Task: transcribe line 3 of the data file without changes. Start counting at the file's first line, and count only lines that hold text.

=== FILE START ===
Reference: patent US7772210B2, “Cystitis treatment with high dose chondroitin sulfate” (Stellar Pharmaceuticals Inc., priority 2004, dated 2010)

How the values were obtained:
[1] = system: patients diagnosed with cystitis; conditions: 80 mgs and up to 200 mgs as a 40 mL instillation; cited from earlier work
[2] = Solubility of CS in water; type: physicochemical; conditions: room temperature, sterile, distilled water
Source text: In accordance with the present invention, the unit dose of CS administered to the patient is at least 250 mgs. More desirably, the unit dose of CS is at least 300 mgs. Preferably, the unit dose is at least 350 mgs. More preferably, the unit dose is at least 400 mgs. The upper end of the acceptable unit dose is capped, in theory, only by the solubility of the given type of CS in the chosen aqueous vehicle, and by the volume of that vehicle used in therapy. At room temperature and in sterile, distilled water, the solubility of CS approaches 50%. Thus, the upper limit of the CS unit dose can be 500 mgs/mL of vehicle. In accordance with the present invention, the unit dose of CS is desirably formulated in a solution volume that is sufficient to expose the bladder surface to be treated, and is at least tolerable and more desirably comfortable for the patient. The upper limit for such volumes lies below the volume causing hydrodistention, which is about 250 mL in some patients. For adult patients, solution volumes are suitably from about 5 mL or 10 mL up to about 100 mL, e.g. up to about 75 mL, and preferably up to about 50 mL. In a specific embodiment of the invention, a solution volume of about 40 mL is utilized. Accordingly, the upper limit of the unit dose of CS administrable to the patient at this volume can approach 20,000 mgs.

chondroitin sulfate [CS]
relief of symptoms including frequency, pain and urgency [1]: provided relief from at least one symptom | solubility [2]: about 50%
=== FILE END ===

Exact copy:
[1] = system: patients diagnosed with cystitis; conditions: 80 mgs and up to 200 mgs as a 40 mL instillation; cited from earlier work